want to catch some of that energy. Remember, the savonius rotor doesnt mind gusts
or even what direction they come from. This unique attitude of the savonius rotor allows
you to take full adv
antage of varying and gusty winds.
From: The Journal of Solar Energy Engineering 
Feb 1989 Vol 111/71
On the Performance of the Savonius Wind Turbine 
An extensive wind tunnel test program is described which assesses the relative 
influence of system 
parameters on the Savonius rotor performance. The 
tric study leads to an optimum configuration with an increase in efficiency by around 100 percent compared to the reported efficiency of 
15 percent.Of particular interest is the blockage correction procedure which is vital for application of the wind tunnel results to a prototype design, and facilitates 
comparison of data obtained by other investigators. Next, using the concept of a central vortex, substantiated by a flow visualization study,
a semi 
approach to predict the rotor performance using measured stationary blade 
pressure data is developed. The simple approach promises to be quite effective 
in predicting the rotor performance, even in the presence of blockage, and should 
ve useful at least in the preliminary design stages.
The Savonius rotor concept never became popular, until recently, probably 
because of its low efficiency. However, it has the following advantages over the 
other conventional wind turbines: 
simple and cheap construction; 
acceptance of wind from any direction thus eliminating the need for reorientation; 
high starting torque; 
relatively low operating speed (rpm).
 The above advantages may not outweigh its low efficiency and make it an ideal 
onomical source to meet small scale power requirements, especially in the rural parts of developing countries.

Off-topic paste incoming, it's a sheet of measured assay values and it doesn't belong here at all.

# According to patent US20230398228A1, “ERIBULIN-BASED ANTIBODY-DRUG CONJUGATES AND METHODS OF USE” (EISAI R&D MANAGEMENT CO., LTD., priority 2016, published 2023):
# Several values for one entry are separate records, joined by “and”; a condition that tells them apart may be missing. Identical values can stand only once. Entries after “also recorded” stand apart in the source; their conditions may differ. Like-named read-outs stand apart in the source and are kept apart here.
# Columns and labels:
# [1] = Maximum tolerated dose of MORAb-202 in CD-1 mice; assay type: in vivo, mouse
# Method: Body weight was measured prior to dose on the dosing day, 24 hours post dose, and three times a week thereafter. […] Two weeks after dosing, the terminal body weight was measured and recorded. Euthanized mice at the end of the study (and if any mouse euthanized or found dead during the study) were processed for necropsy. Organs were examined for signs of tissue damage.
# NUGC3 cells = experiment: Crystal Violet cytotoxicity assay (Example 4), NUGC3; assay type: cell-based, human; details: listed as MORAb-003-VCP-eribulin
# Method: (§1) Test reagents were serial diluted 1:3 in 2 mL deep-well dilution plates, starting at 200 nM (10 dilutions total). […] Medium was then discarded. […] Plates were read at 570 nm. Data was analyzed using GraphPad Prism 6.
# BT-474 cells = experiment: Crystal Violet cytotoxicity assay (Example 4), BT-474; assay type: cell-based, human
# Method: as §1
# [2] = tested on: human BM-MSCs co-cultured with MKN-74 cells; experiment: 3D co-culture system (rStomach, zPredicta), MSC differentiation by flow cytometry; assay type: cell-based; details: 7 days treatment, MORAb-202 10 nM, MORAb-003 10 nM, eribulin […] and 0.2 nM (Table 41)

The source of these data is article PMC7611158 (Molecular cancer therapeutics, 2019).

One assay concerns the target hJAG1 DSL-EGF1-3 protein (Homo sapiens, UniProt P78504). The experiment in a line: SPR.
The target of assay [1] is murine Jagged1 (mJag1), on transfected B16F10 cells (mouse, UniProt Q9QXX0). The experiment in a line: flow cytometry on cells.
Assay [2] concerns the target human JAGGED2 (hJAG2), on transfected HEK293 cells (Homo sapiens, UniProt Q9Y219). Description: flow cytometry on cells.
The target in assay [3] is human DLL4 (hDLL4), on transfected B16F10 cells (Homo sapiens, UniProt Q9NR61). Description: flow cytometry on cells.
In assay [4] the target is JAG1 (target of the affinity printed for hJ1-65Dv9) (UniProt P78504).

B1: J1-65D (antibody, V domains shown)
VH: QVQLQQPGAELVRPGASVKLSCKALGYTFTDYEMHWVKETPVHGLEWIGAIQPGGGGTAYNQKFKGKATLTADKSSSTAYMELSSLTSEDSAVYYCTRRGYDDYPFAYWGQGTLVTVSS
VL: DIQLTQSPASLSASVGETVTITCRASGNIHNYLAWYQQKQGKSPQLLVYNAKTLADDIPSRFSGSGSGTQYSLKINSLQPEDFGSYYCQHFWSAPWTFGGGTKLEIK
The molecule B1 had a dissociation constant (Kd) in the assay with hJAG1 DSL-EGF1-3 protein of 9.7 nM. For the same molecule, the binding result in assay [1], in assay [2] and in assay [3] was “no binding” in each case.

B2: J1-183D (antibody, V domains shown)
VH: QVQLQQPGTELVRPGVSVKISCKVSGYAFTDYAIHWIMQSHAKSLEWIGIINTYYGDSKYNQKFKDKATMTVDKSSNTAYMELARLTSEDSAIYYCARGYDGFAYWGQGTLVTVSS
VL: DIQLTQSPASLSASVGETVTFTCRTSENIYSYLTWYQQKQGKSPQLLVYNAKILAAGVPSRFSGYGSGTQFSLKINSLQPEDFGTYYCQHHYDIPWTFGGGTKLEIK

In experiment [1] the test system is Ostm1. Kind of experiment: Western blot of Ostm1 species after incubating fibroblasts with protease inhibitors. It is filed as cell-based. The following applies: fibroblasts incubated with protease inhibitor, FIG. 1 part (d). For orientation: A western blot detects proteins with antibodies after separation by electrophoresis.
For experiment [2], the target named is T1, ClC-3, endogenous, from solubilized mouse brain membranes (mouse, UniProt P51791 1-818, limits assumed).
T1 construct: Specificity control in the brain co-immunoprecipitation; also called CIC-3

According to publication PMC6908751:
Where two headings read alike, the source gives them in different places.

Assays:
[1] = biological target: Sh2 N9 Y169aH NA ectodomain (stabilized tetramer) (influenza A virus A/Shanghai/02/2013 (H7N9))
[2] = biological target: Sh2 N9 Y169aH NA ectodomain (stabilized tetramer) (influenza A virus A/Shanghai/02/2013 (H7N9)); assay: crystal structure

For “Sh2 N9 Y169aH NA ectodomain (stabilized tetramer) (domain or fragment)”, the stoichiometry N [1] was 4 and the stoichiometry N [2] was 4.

The concept of the Savonius rotor was 
based on the principle developed by Flettner. Savonius used a rotor which was formed by cutting the 
Flettner cylinder into two halves along the central plane and 
then moving the two semicylindrical surfaces sideways along the cutting plane so that the cross 
-section resembled the letter S.
----- The following are some rules for construction of a Savo 
nius rotor.
The size of the end plates, to which are mounted the buckets, should 
be about 5% larger than the diameter of the rotor.
The central shaft should be mounted to the end plates only, and not through the buckets. By keeping the shaft to the end pl 
ates, the air 
space is not blocked. For example, a central shaft of about 20% of the 
rotor diameter reduces the power coefficient by about 8%.
The aspect ratio, height to diameter, 6 to 8 gives a better performance.
However, an aspect ratio of about 2 is 
desirable from the economic 
point of view.
Use only two buckets, as a higher number reduces the efficiency.
The use of augmentation devices such as concentrators or diffusers or combination of the two result in increased power coefficient. Again,
the inc 
reased costs of such devices should be weighed against the 
increased capital cost and complexities.